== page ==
Emotions (feelings) are a normal and important part of our lives.
Some emotions are positive. Think of happiness, joy, interest, curiosity, excitement,
gratitude, love, and contentment. These positive emotions feel good. Negative emotions
— like sadness, anger, loneliness, jealousy, self-criticism, fear, or rejection
— can be difficult, even painful at times.
That's especially true when we feel a negative emotion too often, too strongly,
or we dwell on it too long.
Negative emotions are impossible to avoid, though. Everyone feels them from time
to time. They may be difficult, but we can learn to handle them.
Here are three steps that can help you handle negative emotions.
Step 1: Identify the Emotion
Learning to notice and identify your feelings takes practice. In addition to focusing
on your feelings, check in with your body, too. You may feel body sensations with
certain emotions — perhaps your face gets hot, for example, or your muscles
Be aware of how you feel. When you have a negative emotion, such
as anger, try to name what you're feeling. For example: That guy Ian
in my study group makes me so mad! I get so jealous
when I see that girl/guy with my ex. I feel afraid
whenever I have to walk past those bullies.
Don't hide how you feel from yourself. You might not want to
broadcast your feelings to other people (like your ex, for example, or that guy in
your study group who is making you mad). But don't suppress your feelings entirely.
Simply naming the feeling is a lot better than pretending not to have it — or
exploding without thinking.
Know why you feel the way you do. Figure out what happened that
got you feeling the way you do. For example: Whenever we do group
projects, Ian finds a way to take all the credit for other people's work. Our teacher thinks Ian's the star of the team, even though he never has his
own ideas. When I see my ex flirting with other people, it reminds
me that I still have feelings for him/her. Even though the bullies
don't pick on me, I see what they do to other people and it worries me.
Don't blame. Being able to recognize and explain your emotions
isn't the same as blaming someone or something for the way you feel. Your ex probably
isn't seeing someone new as a way to get back at you, and the guy who takes credit
for your work might not even realize what he is doing. How you feel when these things
happen comes from inside you. Your feelings are there for a reason —
to help you make sense of what's going on.
Accept all your emotions as natural and understandable. Don't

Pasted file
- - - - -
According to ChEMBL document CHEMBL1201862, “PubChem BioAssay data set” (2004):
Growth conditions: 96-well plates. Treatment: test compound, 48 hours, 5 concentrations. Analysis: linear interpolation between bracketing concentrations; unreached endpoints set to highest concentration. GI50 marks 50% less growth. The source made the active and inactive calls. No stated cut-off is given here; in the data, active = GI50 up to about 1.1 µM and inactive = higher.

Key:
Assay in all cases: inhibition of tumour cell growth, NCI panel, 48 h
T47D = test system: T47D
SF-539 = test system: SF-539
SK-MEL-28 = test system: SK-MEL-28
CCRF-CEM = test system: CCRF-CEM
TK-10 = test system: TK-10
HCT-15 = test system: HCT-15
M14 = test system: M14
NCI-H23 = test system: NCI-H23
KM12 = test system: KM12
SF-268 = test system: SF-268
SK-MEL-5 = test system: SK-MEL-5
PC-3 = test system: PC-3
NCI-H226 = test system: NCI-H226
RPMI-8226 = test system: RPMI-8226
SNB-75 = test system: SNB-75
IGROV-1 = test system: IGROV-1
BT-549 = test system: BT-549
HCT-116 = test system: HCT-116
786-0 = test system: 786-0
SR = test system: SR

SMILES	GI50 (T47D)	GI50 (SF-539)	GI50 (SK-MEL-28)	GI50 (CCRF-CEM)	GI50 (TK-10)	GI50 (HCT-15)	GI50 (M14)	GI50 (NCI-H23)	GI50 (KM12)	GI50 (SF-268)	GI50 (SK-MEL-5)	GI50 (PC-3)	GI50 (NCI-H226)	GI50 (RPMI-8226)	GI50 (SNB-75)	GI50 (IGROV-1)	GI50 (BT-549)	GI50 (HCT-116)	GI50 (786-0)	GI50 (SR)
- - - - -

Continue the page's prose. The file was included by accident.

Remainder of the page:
judge yourself for the emotions you feel. It's normal to feel them. Acknowledging
how you feel can help you move on, so don't be hard on yourself.
Step 2: Take Action
Once you've processed what you're feeling, you can decide if you need to express
your emotion. Sometimes it's enough to just realize how you feel, but other times
you'll want to do something to feel better.
Think about the best way to express your emotion. Is this a time
when you need to gently confront someone else? Talk over what you're feeling with
a friend? Or work off the feeling by going for a run? For example: It
won't solve anything to show my anger to Ian — it may even make him feel more
superior! But my feelings tell me that I need to avoid getting in another situation
where he takes control over a project. I'll hold my head high around
my ex, then I'll put on some sad songs and have a good cry in my room to help me release
my feelings and eventually let go. My fear of being around those bullies
is a sign that they have gone too far. Perhaps I should talk about what's going on
with a school counselor.
Learn how to change your mood. At a certain point, you'll want
to shift from a negative mood into a positive one. Otherwise your thinking may get
stuck on how bad things are, and that can drag you down into feeling worse. Try doing
things that make you happy, even if you don't feel like it at the time. For example,
you might not be in the mood to go out after a breakup, but going for a walk or watching
a funny movie with friends can lift you out of that negative space.
Build positive emotions. Positive feelings create a sense of
happiness and well being. Make it a habit to notice and focus on what's good in your
life — even the little things, like the praise your dad gave you for fixing
his bookshelves or how great the salad you made for lunch tastes. Noticing the good
things even when you're feeling bad can help you shift the emotional balance from
negative to positive.
Seek support. Talk about how you're feeling with a parent, trusted
adult, or a friend. They can help you explore your emotions and give you a fresh way
of thinking about things. And nothing helps you feel more understood and cared for
than the support of someone who loves you for who you are.
Exercise. Physical activity helps the brain produce natural chemicals
that promote a positive mood. Exercise also can release stress buildup and help you
from staying stuck on negative feelings.
Step 3: Get Help With Difficult Emotions
Sometimes, no matter what you do, you can't shake a tough emotion. If you find
yourself stuck in feelings of sadness or worry for more than a couple of weeks, or
if you feel so upset that you think you might hurt yourself or other people, you may
need extra help.
Talk to a school counselor, parent, trusted adult, or therapist. Counselors and
therapists are trained to teach people how to break out of negative emotions. They
can provide lots of tips and ideas that will help you feel better.